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On the emergence of public education in land-rich economies

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  • Galiani, Sebastian
  • Heymann, Daniel
  • Dabús, Carlos
  • Tohmé, Fernando

Abstract

We analyze the emergence of large-scale education systems by modeling the incentives that the economic elite could have (collectively) to accept taxation destined to finance the education of credit-constrained workers. Contrary to previous work, in our model this incentive does not arise from a complementarity between physical and human capital in manufacturing. Instead, we emphasize the demand for human-capital-intensive services by high-income groups. Our model seems capable to account for salient features of the development of Latin America in the 19th century, where, in particular, land-rich countries such as Argentina established an extensive public education system and developed a sophisticated service sector before starting significant manufacturing activities.

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Bibliographic Info

Article provided by Elsevier in its journal Journal of Development Economics.

Volume (Year): 86 (2008)
Issue (Month): 2 (June)
Pages: 434-446

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Handle: RePEc:eee:deveco:v:86:y:2008:i:2:p:434-446

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Web page: http://www.elsevier.com/locate/devec

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  1. Kenneth L. Sokoloff & Stanley L. Engerman, 2000. "Institutions, Factor Endowments, and Paths of Development in the New World," Journal of Economic Perspectives, American Economic Association, vol. 14(3), pages 217-232, Summer.
  2. Bourguignon, F. & Verdier, T., 1999. "Is Financial Openness bad for Education? A Political Economy Perspective on Development," DELTA Working Papers 1999-20, DELTA (Ecole normale supérieure).
  3. Oded Galor & Joseph Zeira, 2013. "Income Distribution and Macroeconomics," Working Papers 2013-12, Brown University, Department of Economics.
  4. Edward L. Glaeser & Rafael La Porta & Florencio Lopez-de-Silane & Andrei Shleifer, 2004. "Do Institutions Cause Growth?," NBER Working Papers 10568, National Bureau of Economic Research, Inc.
  5. Oded Galor & Omer Moav & Dietrich Vollrath, 2005. "Land Inequality and the Emergence of Human Capital Promoting Institutions," Development and Comp Systems 0502018, EconWPA.
  6. Oded Galor & Omer Moav, 2006. "Das Human-Kapital: A Theory of the Demise of the Class Structure," Review of Economic Studies, Oxford University Press, vol. 73(1), pages 85-117.
  7. Acemoglu, Daron & Johnson, Simon & Robinson, James A., 2005. "Institutions as a Fundamental Cause of Long-Run Growth," Handbook of Economic Growth, in: Philippe Aghion & Steven Durlauf (ed.), Handbook of Economic Growth, edition 1, volume 1, chapter 6, pages 385-472 Elsevier.
  8. Benabou, Roland, 1996. "Equity and Efficiency in Human Capital Investment: The Local Connection," Review of Economic Studies, Wiley Blackwell, vol. 63(2), pages 237-64, April.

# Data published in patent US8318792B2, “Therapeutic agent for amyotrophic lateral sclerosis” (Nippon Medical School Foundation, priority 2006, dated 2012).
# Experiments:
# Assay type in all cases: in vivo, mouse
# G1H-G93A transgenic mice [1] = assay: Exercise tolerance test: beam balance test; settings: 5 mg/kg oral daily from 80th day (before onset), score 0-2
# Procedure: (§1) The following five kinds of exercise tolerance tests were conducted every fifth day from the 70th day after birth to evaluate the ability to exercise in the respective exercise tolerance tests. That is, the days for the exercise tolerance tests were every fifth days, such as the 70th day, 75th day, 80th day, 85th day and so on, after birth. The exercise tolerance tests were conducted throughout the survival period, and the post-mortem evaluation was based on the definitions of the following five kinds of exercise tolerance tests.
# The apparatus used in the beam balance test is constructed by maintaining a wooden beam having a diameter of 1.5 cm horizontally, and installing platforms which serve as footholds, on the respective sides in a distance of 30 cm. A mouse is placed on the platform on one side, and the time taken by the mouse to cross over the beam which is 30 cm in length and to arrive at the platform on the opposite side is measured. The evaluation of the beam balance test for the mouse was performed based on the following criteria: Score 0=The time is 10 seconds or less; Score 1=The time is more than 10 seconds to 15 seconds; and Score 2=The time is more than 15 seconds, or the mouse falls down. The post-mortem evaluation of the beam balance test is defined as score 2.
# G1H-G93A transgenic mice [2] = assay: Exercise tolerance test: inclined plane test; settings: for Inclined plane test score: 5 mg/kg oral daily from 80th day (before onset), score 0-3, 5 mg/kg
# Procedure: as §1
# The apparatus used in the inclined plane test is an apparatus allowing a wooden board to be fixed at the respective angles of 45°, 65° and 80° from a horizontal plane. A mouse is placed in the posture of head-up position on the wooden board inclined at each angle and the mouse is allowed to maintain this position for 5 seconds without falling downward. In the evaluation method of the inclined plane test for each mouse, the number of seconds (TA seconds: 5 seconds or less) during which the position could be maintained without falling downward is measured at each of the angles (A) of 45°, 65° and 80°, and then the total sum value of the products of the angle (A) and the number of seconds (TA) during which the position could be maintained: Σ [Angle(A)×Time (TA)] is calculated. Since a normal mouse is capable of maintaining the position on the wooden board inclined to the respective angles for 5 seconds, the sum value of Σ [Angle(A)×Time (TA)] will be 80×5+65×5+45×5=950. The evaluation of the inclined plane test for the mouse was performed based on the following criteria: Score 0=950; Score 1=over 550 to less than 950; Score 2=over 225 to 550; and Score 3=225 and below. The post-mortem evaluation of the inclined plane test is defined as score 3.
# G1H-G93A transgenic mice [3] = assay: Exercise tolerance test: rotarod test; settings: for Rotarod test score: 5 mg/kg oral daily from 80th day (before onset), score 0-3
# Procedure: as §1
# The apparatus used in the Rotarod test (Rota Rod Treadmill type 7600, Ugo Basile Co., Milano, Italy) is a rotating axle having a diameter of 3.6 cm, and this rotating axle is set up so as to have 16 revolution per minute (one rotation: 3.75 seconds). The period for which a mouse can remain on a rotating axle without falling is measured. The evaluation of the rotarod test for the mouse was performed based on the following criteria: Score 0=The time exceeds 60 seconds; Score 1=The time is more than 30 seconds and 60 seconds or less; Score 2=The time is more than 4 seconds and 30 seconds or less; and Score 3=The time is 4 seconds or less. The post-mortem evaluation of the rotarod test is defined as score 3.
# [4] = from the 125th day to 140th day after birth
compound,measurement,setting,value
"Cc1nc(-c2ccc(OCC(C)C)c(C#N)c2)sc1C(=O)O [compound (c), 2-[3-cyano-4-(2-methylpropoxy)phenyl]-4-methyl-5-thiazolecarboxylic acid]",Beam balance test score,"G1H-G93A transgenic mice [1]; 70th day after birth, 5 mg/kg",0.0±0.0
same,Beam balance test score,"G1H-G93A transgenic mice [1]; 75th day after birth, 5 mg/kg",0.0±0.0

9. Easterly, William, 2007. "Inequality does cause underdevelopment: Insights from a new instrument," Journal of Development Economics, Elsevier, vol. 84(2), pages 755-776, November.
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Cited by:
  1. Anders Akerman & Anna Larsson & Alireza Naghavi, 2011. "Autocracies and Development in a Global Economy: A Tale of Two Elites," DEGIT Conference Papers c016_041, DEGIT, Dynamics, Economic Growth, and International Trade.
  2. Oded Galor, 2011. "Inequality, Human Capital Formation and the Process of Development," NBER Working Papers 17058, National Bureau of Economic Research, Inc.
  3. Kim, Se-Um, 2008. "The Technological Origins of the High School Movement," MPRA Paper 12087, University Library of Munich, Germany.
  4. Thampanishvong Kannika, 2012. "Provision of Public Goods with the Presence of Inter-Class Conflicts," Peace Economics, Peace Science, and Public Policy, De Gruyter, vol. 18(1), pages 1-29, April.
  5. Campante, Filipe R. & Chor, Davin, 2008. "Schooling and Political Participation in a Neoclassical Framework: Theory and Evidence," Working Paper Series rwp08-043, Harvard University, John F. Kennedy School of Government.
  6. Mina Baliamoune, 2009. "Elites, Education and Reforms," ICER Working Papers 18-2009, ICER - International Centre for Economic Research.
  7. International Monetary Fund, 2010. "On the Distributive Effects of Terms of Trade Shocks: The Role of Non-tradable Goods," IMF Working Papers 10/241, International Monetary Fund.
  8. Davin Chor & Filipe R. Campante, 2008. "Schooling and Political Participation Revisited," Macroeconomics Working Papers 22072, East Asian Bureau of Economic Research.
  9. Galiani, Sebastian & Torrens, Gustavo, 2014. "Autocracy, democracy and trade policy," Journal of International Economics, Elsevier, vol. 93(1), pages 173-193.
  10. Sebastian Galiani & Norman Schofield, 2010. "Factor Endowments, Democracy and Trade Policy Divergence," DEGIT Conference Papers c015_027, DEGIT, Dynamics, Economic Growth, and International Trade.
  11. Behrman, Jere R., 2010. "Investment in Education Inputs and Incentives," Handbook of Development Economics, Elsevier.

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